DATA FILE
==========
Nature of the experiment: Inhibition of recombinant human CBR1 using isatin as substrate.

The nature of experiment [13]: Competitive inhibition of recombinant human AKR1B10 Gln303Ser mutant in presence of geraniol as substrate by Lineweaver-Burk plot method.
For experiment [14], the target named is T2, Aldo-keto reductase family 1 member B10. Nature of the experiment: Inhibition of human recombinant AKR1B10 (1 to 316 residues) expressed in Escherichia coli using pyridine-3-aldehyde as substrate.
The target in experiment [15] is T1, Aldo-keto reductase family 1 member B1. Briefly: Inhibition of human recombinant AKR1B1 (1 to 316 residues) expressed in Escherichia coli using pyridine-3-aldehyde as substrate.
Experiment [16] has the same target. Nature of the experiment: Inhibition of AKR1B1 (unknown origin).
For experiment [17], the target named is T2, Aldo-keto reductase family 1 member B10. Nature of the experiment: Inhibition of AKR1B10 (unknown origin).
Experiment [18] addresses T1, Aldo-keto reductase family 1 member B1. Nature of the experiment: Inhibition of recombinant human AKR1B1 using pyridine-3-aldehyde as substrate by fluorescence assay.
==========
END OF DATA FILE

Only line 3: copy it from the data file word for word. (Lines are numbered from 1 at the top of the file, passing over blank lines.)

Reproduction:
For experiment [14], the target named is T2, Aldo-keto reductase family 1 member B10. Nature of the experiment: Inhibition of human recombinant AKR1B10 (1 to 316 residues) expressed in Escherichia coli using pyridine-3-aldehyde as substrate.